Published On: Thu, Oct 26th, 2023

Lunar eclipse October 2023: What time is the October Blood moon partial eclipse?

Lunar eclipse October 2023: What time is the October Blood moon partial eclipse?
Lunar eclipse October 2023: What time is the October Blood moon partial eclipse?

Eclipses are a celestial spectacle, and they always come in pairs. Just a few weeks ago, the skies above the US showcased an annular “ring of fire” solar eclipse. Now, it’s time for the moon to take the stage.

On the evening of 28 October, skywatchers across the UK, Europe, Asia, and Africa can witness a partial lunar eclipse, where a segment of the moon adopts a reddish hue. However, in regions like North America, South America, and Australia, only the penumbral phase will be observable, casting a subtle shadow on the moon.

When to Watch the 28 October Lunar Eclipse?

The eclipse’s peak will occur at different times across the globe: 9.14pm in London, 10.14pm in Berlin, 11.14pm in Moscow, 1.44am in Mumbai, and 4.14am in Hong Kong. The penumbral phase starts roughly 2 hours before and concludes about 2 hours post the peak. For precise timings tailored to your location, consider using the Stellarium software.

Viewing Tips for the Partial Lunar Eclipse

Witnessing a lunar eclipse requires no specialized equipment. If you’re in a region where the eclipse is visible and the skies are clear, you’ll notice a section of the moon turning red. During this particular eclipse, a mere 12% of the moon will adopt this reddish tint at its peak. For a clearer view, binoculars or a small telescope can enhance the experience.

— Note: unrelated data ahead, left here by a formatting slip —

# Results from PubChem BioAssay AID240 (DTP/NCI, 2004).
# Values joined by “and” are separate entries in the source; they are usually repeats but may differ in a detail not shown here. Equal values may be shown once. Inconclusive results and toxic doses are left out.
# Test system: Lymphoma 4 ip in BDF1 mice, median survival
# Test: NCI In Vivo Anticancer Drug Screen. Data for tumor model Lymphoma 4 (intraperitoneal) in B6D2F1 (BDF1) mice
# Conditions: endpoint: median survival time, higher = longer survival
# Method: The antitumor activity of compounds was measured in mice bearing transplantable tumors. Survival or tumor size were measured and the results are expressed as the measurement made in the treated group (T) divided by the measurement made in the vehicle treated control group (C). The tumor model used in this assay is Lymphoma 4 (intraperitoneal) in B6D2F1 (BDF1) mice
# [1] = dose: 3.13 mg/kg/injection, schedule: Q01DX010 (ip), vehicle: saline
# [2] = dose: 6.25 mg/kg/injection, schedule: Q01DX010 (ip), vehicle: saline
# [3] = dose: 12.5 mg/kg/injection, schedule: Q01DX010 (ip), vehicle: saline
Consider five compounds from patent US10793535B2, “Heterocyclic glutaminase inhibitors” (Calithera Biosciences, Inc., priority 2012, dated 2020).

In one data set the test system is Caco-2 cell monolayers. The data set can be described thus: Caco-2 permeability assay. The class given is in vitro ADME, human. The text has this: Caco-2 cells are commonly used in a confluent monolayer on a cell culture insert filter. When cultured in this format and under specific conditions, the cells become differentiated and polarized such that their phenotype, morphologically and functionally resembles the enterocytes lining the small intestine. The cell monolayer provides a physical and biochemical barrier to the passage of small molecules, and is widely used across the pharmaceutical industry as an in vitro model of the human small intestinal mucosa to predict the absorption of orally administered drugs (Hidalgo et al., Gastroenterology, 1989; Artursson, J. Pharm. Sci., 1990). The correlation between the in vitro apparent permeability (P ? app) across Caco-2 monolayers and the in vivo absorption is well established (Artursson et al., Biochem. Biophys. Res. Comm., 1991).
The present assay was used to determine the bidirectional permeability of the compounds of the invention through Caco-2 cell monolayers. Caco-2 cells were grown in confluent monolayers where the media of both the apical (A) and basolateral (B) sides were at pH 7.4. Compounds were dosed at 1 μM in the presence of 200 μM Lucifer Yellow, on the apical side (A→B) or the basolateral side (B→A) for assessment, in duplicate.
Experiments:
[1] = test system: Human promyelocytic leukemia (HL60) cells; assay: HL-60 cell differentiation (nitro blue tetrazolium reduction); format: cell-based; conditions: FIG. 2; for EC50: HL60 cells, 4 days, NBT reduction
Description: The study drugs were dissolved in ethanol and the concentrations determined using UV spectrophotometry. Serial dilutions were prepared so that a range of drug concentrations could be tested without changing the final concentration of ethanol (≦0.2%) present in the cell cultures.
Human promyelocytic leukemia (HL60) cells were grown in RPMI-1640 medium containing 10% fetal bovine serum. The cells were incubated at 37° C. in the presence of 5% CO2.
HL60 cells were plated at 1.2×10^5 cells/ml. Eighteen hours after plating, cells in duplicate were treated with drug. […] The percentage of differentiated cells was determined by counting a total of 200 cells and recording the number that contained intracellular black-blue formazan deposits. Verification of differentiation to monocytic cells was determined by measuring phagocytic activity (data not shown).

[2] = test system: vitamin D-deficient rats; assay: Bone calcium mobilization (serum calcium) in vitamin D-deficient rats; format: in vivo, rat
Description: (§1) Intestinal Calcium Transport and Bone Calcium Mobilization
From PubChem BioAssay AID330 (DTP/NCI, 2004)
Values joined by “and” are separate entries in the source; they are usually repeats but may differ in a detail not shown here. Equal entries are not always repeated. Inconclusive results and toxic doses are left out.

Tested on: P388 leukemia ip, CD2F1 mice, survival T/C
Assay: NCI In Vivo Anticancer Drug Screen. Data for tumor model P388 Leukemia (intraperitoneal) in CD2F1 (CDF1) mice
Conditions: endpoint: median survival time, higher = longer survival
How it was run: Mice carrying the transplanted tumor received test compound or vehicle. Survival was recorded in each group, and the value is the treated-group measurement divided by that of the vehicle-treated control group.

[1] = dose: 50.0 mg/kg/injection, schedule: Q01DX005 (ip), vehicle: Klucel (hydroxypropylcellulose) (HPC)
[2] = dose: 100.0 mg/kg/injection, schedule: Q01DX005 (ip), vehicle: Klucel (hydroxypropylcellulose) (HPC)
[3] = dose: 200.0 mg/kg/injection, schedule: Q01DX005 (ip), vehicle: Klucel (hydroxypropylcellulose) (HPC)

Understanding Lunar Eclipses

A lunar eclipse transpires when the moon enters Earth’s shadow, obstructing sunlight. This event always coincides with a full moon. However, due to the moon’s orbital tilt, not every full moon results in an eclipse.

What Triggers a Partial Lunar Eclipse?

A partial lunar eclipse arises when the moon, Earth, and sun aren’t perfectly aligned. This misalignment means only a section of the moon enters Earth’s shadow. Earth’s shadow comprises two parts: the darker inner zone called the umbra and the lighter outer zone, the penumbra. The moon’s reddish hue is visible only when it’s in the umbra.

The Reddish Glow of the Moon Explained

Unlike solar eclipses where the sun vanishes, the moon remains visible during a lunar eclipse. Earth’s atmosphere plays a role here. Even though the moon is in Earth’s shadow, some light refracts through Earth’s atmosphere. Only the longer, red wavelengths of sunlight manage to reach the moon, giving it its characteristic red or orange glow. This phenomenon is akin to the red sun we see during sunrise or sunset. Hence, lunar eclipses are often termed “blood moons.”

The Pairing of Eclipses

Eclipses occur when the moon’s orbit around Earth aligns with the sun and Earth, a configuration known as syzygy. Solar eclipses coincide with a new moon, while lunar ones with a full moon. Typically, these paired eclipses are spaced two weeks apart.

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